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Climate crisis threatens future maize production in SA and Lesotho

Climate change was the main cause of the severe drought in Lesotho and South Africa in 2007, which resulted in a food insecurity crisis for almost half a million people. This was concluded by a recent study released by scientific journal Nature: “Climate change as a driver of food insecurity in the 2007 Lesotho-South Africa drought” published last month.  

Climate change affects the global food system in such a way that those who already suffer from hunger and malnutrition are the most vulnerable to additional threats. When extreme weather-related conditions and natural disasters exponentially increase, they predominantly kill the yields of major food crops, resulting in increased food prices. 

“The impacts of reduced production and price spikes are often felt disproportionately by poor consumers, who spend a larger share of their household budget on staple foods, potentially leading to them foregoing consumption or being pushed into poverty,” says the study.

Climate change also affects the nutritional value of food crops. High carbon dioxide levels affects the nutritional protein, zinc and iron content in crops. 

The drought resulted in a massive drop in food production for the two countries, which supply each other.

In 2018, an intergovernmental panel on climate change in South Africa reported that a planet heating by 1.5°C and increasing to 2°C will experience major stresses and risks.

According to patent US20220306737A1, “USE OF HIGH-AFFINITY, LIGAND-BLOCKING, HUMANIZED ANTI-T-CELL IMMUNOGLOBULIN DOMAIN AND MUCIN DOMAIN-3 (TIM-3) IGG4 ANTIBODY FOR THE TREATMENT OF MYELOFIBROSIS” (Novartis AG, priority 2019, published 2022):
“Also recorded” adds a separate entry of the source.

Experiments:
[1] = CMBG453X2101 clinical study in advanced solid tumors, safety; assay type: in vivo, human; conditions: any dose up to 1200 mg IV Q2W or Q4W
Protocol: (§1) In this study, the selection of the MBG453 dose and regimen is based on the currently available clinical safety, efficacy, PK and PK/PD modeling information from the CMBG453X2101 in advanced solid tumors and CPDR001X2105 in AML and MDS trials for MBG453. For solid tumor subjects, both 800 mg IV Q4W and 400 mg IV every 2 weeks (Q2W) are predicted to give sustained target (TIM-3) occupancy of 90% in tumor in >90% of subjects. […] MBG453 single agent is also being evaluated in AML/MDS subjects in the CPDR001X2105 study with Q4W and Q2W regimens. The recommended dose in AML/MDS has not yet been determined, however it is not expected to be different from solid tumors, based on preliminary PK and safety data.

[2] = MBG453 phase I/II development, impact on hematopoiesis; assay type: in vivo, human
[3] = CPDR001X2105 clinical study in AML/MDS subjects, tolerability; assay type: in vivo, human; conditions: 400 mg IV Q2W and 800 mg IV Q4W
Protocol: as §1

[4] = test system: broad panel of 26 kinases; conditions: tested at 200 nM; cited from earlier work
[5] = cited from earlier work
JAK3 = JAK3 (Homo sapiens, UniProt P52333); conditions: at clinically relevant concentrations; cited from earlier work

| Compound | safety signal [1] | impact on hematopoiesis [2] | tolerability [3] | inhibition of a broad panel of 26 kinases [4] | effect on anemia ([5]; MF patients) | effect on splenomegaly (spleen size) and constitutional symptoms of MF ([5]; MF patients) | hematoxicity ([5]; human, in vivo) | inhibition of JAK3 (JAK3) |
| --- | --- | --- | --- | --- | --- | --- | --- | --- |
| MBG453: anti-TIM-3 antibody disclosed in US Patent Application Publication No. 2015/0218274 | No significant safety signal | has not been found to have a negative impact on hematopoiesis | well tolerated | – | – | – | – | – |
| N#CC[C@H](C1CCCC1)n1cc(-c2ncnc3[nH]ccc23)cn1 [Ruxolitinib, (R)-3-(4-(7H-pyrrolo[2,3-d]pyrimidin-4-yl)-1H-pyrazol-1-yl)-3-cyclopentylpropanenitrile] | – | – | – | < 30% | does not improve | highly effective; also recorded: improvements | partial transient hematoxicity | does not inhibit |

This could lead to the collapse of staple food sources. Climate change shocks will exacerbate inequalities, particularly food inequality. 

The report focused on maize production in both countries. 

“In 2007, the maize production was reduced by 40% in Lesotho compared to 2006, whereas in South Africa, 2007 was the second consecutive production failure, with both 2006 and 2007 witnessing production of 31% below average (over the 1981–2013 period). This [resulted] in 35 500 tonnes of maize shortage in Lesotho.

“The fact that Lesotho and South Africa are in close proximity to each other, and hence subject to the same meteorological conditions and possible future changes in the climate system makes synchronous maize failures likely to happen in this region,” says the report.

“With the majority of small scale farmers in Lesotho not self-sufficient, many households are vulnerable to price hikes as they rely on the grain markets to buy maize. In particular, the poorest households, that spend up to 65% of their total expenditure on staple foods, experienced disproportionate impacts. Overall, the combined shortage and price spike caused imminent food insecurity for 400 000 people in Lesotho, approximately 20% of the total population,” the report says.

The researchers used an environmental effect analysis (EEA) to assess the role of climate change and drought. The study suggests different approaches should be employed to understand the relationship between the climate and human environmental system. 

“First, we highlight that EEA should be extended from a hazard to an impact perspective to truly understand how anthropogenic climate change impacts society and identify where and how systems are vulnerable: this type of analysis is much more informative for adaptation decisions than looking at the hazard alone,” said the report.

The South African government has finally established the Presidential Commission for Climate Change, intended to tackle the climate crisis. 

Chris Gilili is an Adamela Trust ­climate and economic justice reporting fellow, funded by the Open Society Foundation for South Africa

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Chris Gilili
Chris Gilili is a climate and environmental journalist at the Mail & Guardian’s environmental unit, covering socioeconomic issues and general news. Previously, he was a fellow at amaBhungane, the centre for investigative journalism.

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